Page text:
Exactly two days from now, hundreds of competitors will battle head to head, using all their skill and strategy in a full-pitched race to victory and glory.
What, you thought we were talking about the World Cup? The NBA finals? Dude. Clearly, you've never experienced the geektacular bliss of incinerating an opponent with a 33-point Fireball spell.
We're talking 'bout Magic. As in Magic: The Gathering, the once and future king of the decade-plus-old collectible card game genre. This weekend the Charleston Area Convention Center Complex is ground zero for a serious Magic throwdown: 350 of the world's best Magic players will spend three days dueling it out for bragging rights. Oh, and cash. A total purse $240,000 large, in fact.
Any way you look at it, the 1995 creation of bow-tie-sporting math professor Richard Garfield, the founder and former owner of Seattle-based Wizards of the Coast, qualifies as a major cultural phenomenon. Hell, once upon a time ESPN2 even covered the Magic championships. At 1 a.m., in a half-hour special that featured about five minutes of actual game play — a milestone moment for the Geek Olympics.
A reductionist might call Magic the geek equivalent of poker, if poker were played with thousands of different cards, each one plastered with fantasy art representing powerful spells and creatures. The hook is one of the most brilliant game mechanics ever conceived: Drawing from a massive library of card possibilities, players must carefully configure decks that maximize card synergy and the laws of probability. Entire schools have sprung up around certain types of deck construction, with some brutally broken decks requiring as little as two or three unique cards to completely lock down an opponent. Like the West Coast Offense and the Cover-3 defense in pro football, the battle to build the next killer deck remains one of the game's sweetest draws. Well, that and the cash you can win in tournaments like the one that kicks off on Friday.
The game's brilliant collectible aspect became a marketer's dream come true: The most powerful cards were also the rarest. In the early days, players smashed open their piggy banks and stood in lines to load up on packs of the latest expansion, all in the hopes of scoring "broken" cards that could instantly tip the course of a match. The rarest of the rare fetched hundreds of dollars on eBay.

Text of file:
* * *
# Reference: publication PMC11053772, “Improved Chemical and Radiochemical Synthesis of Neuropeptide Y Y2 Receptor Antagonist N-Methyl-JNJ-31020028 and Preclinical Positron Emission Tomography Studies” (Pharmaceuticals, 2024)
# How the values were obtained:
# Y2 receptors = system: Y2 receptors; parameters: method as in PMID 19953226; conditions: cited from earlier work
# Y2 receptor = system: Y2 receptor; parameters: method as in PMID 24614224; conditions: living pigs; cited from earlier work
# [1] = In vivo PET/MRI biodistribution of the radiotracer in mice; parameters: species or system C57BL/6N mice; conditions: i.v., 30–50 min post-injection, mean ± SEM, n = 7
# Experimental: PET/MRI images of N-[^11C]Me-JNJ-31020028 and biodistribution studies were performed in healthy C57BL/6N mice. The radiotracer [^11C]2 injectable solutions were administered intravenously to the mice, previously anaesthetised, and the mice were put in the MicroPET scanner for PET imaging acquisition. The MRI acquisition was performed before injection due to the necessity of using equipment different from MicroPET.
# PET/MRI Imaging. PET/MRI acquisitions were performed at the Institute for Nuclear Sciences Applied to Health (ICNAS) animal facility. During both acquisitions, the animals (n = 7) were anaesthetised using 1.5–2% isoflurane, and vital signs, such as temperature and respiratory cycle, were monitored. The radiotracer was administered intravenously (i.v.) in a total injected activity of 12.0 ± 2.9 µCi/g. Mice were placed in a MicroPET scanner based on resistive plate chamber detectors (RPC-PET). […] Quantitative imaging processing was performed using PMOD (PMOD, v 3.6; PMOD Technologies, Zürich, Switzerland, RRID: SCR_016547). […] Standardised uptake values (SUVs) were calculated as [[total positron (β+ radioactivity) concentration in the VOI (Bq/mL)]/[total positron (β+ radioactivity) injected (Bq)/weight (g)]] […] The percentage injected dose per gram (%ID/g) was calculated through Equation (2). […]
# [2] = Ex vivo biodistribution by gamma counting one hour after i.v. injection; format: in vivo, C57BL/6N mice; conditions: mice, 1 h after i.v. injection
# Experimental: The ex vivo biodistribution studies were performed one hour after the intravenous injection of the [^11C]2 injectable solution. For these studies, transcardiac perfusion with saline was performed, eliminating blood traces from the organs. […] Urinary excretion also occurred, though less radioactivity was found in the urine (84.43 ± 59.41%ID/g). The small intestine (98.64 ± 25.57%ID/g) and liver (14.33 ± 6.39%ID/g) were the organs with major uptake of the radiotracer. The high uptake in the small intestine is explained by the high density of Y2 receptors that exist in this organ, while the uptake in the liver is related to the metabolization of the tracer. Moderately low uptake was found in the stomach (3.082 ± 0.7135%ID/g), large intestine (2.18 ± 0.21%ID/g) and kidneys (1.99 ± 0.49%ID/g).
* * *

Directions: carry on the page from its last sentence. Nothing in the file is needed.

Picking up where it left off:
Wizards took the model online in 2003, somehow finding a way to make card-flippers pony up real dollars — again — for virtual copies of cards they already owned. The company just gave Magic Online 3.0 a virtual facelift.
Unlike Pokemon, that other Wizards creation that somehow never made it beyond grade-school playgrounds, Magic has managed to endure. And while some of the gaming world moved on to pursuits like the clicky-collectible appeal of WizKids' Mage Knight and the online killing field of World of Warcraft, a fair number are still here, frantically casting instants and interrupts and adding to the tonnage that fills their card boxes to near-explosion. Wizards puts the number of active players at six million worldwide. That's slightly less than the population of Hong Kong and about the same number as routinely watched Katie Couric do her perk-a-thon scthick on Today. In other words, a lot.
Here in Charleston, the numbers are more modest, but still enough to cock an eyebrow. Robert Carter, the down-to-earth proprietor of the Green Dragon in North Charleston, estimates that there are probably around 400 regular card-flippers hanging around our fair city. Around 100 of those are what you'd call tournament players, and only five of them are world-class tournament variety pros, the sort who'll travel the globe to hone their craft against the best in the world. (According to Carter, you can make a living on the circuit, but it's the sanctioned side events, not the actual tournaments, where the real cash and cachet can be earned.)
Magic cards are still among Carter's strongest sellers. Friday nights at the Dragon are still Magic night, and if the 20-some techies and engineers who drift in to see how the new Dissension cards mesh with their old faves don't exactly scream "world-class," consider this: When's the last time that many people congregated for a serious round of Stratego?